ethylene glycol


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Related to ethylene glycol: ethylene glycol poisoning, Ethylene glycol monobutyl ether

ethylene

 [eth´ĭ-lēn]
a colorless, highly flammable gas with a slightly sweet taste and odor, used as an inhalation anesthetic to induce general anesthesia.
ethylene glycol a solvent with a sweet, acrid taste, used as an antifreeze. Acute poisoning by ingestion can result in central nervous system depression, vomiting, hypotension, coma, convulsions, renal damage, and death. While damage is thought to be due to the formed oxalic acid, ethanol is a good treatment because it competitively inhibits alcohol dehydrogenase. The unaltered ethylene glycol is then excreted in the urine.
ethylene oxide a gaseous, flammable alkylating agent with a broad spectrum of activity, capable of killing both spores and viruses; it must be mixed with CO2 or fluorocarbons because it is explosive above 3 per cent. It is used in hospitals, surgery, dentistry, and the pharmaceutical and other industries for disinfecting and sterilizing instruments and equipment that would be destroyed by heat or would be adversely affected by immersion in water or other media. Its optimal germicidal effect occurs after a 3-hour exposure at 30°C.ƒ

Ethylene oxide is toxic because it alkylates tissue constituents; it is carcinogenic and may produce adverse reproductive effects. Inhalation may cause nausea, vomiting, and neurological disorders, and severe exposure may be fatal. Before items exposed to ethylene oxide can be used they must be aired for 5 days at room temperature or for 8 hours at 120° C to remove any trace of the gas. This is also true for articles of clothing, such as gloves and shoes, that have been exposed, because chemical burns can occur when the contaminated clothing comes in contact with the skin.

gly·col

(glī'kol),
1. A compound containing two alcohol groups.
2. Ethylene glycol.

ethylene glycol

Toxicology A chemical used as an antifreeze, which is highly toxic–50-100 ml and may be fatal ethanol surrogate occasionally used as an inebrient by alcoholics EG intoxication stages
1. CNS Sx, occurring within first 24 hrs.
2. Cardiovascular Sx, up to 72 hrs in duration.
3. Respiratory arrest and renal failure with anuria Lab Anion-gap metabolic acidosis, ↑ serum osmolality, osmolar gap, hypocalcemia Diagnosis GLC, fluorometry, colorimetry Treatment Gastric lavage, emesis, charcoal and catharsis, calcium gluconate for hypocalcemia.

ethylene glycol

A compound used mainly as an antifreeze additive. If ingested it may cause severe nervous system depression that may be fatal. Metabolism may lead to severe acidosis.

ethylene

a colorless, highly flammable gas with a slightly sweet taste and odor, used as an inhalation anesthetic to induce general anesthesia.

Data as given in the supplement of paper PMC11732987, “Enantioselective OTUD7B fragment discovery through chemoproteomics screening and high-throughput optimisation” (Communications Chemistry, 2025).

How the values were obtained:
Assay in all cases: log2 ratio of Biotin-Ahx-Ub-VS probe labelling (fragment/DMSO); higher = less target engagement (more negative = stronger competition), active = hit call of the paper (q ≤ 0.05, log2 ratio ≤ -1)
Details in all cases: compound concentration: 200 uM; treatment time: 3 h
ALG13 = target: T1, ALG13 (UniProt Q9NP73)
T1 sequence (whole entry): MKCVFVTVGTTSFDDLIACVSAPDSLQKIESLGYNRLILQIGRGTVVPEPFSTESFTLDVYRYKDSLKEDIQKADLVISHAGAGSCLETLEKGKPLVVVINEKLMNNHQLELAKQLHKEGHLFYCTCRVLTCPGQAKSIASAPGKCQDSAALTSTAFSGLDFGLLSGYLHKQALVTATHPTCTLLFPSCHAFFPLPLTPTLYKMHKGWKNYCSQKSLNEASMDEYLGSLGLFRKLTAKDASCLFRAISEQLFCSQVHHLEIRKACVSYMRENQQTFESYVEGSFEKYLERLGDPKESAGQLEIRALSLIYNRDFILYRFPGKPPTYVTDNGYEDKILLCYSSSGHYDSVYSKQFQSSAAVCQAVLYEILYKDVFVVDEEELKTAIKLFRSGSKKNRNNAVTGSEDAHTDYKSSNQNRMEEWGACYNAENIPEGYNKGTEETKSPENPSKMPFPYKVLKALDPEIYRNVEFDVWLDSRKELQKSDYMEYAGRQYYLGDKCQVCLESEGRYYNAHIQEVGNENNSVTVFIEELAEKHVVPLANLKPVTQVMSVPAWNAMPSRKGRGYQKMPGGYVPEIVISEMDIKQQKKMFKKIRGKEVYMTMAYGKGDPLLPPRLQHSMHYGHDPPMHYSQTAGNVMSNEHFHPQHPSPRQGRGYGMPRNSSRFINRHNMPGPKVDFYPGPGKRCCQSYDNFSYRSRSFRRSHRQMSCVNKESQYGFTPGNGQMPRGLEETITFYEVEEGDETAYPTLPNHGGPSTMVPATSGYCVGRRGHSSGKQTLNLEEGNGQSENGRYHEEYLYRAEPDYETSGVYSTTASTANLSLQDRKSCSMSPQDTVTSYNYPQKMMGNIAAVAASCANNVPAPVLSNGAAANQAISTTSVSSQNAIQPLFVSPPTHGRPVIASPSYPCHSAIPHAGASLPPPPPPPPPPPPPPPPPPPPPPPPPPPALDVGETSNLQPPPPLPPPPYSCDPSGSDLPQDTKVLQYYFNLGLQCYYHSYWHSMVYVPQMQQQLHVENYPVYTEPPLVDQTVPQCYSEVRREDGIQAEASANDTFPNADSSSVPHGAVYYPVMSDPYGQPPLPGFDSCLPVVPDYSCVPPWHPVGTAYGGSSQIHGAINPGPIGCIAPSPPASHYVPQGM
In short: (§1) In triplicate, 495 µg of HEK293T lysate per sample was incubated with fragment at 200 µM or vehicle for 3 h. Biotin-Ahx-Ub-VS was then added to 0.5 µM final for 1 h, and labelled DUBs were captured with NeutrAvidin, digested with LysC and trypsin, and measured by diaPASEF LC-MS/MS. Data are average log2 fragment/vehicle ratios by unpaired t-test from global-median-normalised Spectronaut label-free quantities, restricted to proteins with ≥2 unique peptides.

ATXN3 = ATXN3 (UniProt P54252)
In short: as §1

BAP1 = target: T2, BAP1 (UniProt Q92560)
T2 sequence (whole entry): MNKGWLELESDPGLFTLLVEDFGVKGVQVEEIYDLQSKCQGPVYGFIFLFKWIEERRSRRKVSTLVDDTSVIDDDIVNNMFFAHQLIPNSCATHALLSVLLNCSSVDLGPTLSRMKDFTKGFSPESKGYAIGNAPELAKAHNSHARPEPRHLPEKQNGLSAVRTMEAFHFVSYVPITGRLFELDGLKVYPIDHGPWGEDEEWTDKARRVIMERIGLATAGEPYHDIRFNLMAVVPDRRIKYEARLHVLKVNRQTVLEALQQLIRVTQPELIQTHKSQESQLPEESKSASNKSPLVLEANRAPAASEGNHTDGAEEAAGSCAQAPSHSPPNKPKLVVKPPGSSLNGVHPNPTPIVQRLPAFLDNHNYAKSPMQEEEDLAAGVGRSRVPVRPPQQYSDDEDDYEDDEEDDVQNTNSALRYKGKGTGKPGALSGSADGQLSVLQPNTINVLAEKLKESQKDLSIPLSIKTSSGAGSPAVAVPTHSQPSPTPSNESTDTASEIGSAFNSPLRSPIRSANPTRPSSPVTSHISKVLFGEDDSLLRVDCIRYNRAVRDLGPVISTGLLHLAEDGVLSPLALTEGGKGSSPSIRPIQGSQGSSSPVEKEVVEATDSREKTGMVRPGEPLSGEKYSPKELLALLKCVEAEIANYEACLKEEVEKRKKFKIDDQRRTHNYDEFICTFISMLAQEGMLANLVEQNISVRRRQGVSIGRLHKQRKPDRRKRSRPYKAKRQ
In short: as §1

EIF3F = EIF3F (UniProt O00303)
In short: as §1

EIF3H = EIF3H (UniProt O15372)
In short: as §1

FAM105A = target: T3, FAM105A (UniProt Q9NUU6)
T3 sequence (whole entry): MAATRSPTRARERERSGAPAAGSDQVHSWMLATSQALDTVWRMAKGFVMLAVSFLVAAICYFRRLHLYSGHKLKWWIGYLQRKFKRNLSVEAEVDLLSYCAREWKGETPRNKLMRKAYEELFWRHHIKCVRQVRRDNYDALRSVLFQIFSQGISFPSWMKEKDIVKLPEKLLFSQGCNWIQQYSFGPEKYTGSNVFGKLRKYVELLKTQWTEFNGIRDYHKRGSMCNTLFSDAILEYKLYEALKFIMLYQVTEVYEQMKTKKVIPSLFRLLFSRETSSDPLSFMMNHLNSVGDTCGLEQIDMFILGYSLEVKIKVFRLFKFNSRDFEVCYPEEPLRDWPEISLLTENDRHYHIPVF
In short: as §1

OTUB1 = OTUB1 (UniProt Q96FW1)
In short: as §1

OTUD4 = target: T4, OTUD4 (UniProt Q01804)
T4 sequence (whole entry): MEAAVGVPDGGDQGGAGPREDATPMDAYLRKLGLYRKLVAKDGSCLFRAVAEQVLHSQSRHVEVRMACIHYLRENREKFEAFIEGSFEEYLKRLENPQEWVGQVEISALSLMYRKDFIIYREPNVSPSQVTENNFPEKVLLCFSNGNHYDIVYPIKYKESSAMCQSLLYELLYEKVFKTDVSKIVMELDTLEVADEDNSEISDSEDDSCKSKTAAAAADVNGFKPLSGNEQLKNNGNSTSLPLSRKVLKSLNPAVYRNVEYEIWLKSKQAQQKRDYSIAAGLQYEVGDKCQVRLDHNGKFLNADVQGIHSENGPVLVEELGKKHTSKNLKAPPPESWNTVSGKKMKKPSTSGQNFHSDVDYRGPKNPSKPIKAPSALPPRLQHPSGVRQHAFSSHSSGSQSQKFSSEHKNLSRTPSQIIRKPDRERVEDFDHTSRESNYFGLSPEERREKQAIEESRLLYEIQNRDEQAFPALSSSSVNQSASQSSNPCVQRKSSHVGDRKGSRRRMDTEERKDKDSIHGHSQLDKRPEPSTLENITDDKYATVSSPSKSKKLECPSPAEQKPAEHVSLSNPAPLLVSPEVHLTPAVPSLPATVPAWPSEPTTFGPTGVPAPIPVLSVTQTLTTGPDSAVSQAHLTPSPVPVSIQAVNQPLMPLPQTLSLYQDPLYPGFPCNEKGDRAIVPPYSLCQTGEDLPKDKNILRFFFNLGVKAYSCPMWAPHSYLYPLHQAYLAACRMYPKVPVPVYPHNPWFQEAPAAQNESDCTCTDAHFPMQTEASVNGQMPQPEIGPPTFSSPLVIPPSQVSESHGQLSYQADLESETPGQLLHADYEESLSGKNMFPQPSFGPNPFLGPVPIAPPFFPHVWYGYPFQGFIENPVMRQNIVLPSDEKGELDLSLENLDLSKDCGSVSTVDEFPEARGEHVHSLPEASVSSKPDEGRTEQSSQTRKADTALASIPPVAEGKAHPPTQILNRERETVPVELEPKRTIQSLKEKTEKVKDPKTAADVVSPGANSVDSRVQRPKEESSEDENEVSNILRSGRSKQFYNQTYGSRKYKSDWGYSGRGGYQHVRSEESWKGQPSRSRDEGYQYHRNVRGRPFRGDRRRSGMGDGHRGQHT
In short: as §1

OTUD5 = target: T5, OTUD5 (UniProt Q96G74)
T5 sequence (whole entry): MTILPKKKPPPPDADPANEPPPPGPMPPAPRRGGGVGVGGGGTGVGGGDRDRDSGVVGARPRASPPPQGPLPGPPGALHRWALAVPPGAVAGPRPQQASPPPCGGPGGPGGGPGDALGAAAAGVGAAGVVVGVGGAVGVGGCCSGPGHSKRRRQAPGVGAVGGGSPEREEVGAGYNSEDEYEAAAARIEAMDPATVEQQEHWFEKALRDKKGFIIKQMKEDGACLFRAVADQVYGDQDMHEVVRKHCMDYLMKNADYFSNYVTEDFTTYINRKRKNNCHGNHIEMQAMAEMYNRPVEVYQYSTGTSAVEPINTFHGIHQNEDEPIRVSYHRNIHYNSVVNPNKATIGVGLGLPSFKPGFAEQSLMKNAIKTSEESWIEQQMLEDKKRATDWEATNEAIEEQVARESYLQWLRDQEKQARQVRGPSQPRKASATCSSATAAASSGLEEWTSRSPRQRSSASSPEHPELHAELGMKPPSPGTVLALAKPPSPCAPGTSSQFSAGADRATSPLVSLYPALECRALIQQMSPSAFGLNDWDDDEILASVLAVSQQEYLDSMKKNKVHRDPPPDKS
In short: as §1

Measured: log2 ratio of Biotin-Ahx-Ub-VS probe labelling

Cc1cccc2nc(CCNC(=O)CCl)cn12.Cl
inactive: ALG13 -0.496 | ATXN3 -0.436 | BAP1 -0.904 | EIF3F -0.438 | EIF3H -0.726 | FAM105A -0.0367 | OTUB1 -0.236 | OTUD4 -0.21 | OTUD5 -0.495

ethylene dibromide (EDB)
grain fumigant. Treated seed seriously reduces egg production when fed to hens in very small amounts.
ethylene dichloride
industrial fumigant; causes respiratory and ophthalmic irritation, narcosis, disturbance of equilibrium.
ethylene glycol
antifreeze; palatable enough for animals to drink in quantity. Causes ataxia, depression, coma, polydipsia, vomiting and convulsions due to formation of oxalate crystals in brain blood vessels and renal tubules.
ethylene oxide
a fumigant used for foodstuffs, surgical equipment and as an agricultural fungicide. It is a gaseous, flammable alkylating agent with a broad spectrum of activity, being sporicidal and viricidal. It is used (mixed with CO2 or fluorocarbons because it is explosive above 3%) for disinfecting and sterilizing equipment and instruments that are used in the hospital, surgery, dentistry, and the pharmaceutical and other industries, and that are thermolabile or will be adversely affected by immersion in water or other media. Its optimal germicidal effect occurs after a 3-hour exposure at 86°F (30°C). Its vapor is irritating to eyes and respiratory mucosa and can cause serious pulmonary edema. Called also oxirane.
References in periodicals archive ?
Glycolate causes the acidosis in ethylene glycol poisoning and is effectively removed by hemodialysis.
The doctor had seen cases like this before; the symptoms smacked of ethylene glycol poisoning.
Ethylene glycol poisoning: toxicokinetic and analytical factors affecting laboratory diagnosis.
Raw material Ethylene glycol (MEG), a derivative of ethylene oxide, is an important raw material for a broad variety of industrial and consumer applications.
Ethylene glycol is an important intermediate in the chemical industry.
Annual ethylene glycol capacity at Yansab is 770,000 tonnes.
An interesting fact is that ethylene glycol and methanol are not very toxic before being metabolized.
AWIFE from Wirral accused of trying to poison her husband by spiking his wine with anti-freeze, told a jury she could not understand why anyone in her house would want to find information on the internet about ethylene glycol.
The inquest was told that anautopsy found pure alcohol - ethylene glycol - was in her body at the time of her death.
A few of the poisonous emissions from "regular paint" are ethylene glycol, formaldehyde, acetaldehyde, and benzene (a carcinogen).
As expected, in experiments with water or with viscous ethylene glycol, the spinning platter swirled the liquid above it to create whirlpools.

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